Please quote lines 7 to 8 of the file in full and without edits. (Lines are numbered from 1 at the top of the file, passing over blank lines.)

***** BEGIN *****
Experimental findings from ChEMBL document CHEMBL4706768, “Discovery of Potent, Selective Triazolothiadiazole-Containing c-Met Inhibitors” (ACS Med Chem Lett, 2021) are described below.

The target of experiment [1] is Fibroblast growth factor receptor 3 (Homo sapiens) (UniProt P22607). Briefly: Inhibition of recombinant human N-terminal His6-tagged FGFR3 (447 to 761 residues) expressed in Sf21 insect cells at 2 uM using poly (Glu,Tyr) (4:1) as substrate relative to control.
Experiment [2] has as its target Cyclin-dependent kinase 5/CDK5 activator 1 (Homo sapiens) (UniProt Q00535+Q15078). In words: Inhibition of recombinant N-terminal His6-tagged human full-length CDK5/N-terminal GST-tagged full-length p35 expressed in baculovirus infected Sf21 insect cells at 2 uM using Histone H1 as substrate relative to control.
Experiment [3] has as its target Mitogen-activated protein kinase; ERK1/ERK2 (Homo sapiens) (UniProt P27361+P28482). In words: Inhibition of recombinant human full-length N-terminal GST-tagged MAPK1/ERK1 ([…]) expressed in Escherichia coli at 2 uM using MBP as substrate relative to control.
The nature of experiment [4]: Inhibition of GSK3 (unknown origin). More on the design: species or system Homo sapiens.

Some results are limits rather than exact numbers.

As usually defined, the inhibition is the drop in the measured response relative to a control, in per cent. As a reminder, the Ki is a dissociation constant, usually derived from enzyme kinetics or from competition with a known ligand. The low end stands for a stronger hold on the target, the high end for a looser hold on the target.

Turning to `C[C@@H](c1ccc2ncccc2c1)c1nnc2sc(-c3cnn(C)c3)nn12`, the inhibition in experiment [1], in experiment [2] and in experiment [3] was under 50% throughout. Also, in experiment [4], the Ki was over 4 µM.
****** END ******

As usually defined, the inhibition is the drop in the measured response relative to a control, in per cent. As a reminder, the Ki is a dissociation constant, usually derived from enzyme kinetics or from competition with a known ligand. The low end stands for a stronger hold on the target, the high end for a looser hold on the target.

Turning to `C[C@@H](c1ccc2ncccc2c1)c1nnc2sc(-c3cnn(C)c3)nn12`, the inhibition in experiment [1], in experiment [2] and in experiment [3] was under 50% throughout. Also, in experiment [4], the Ki was over 4 µM.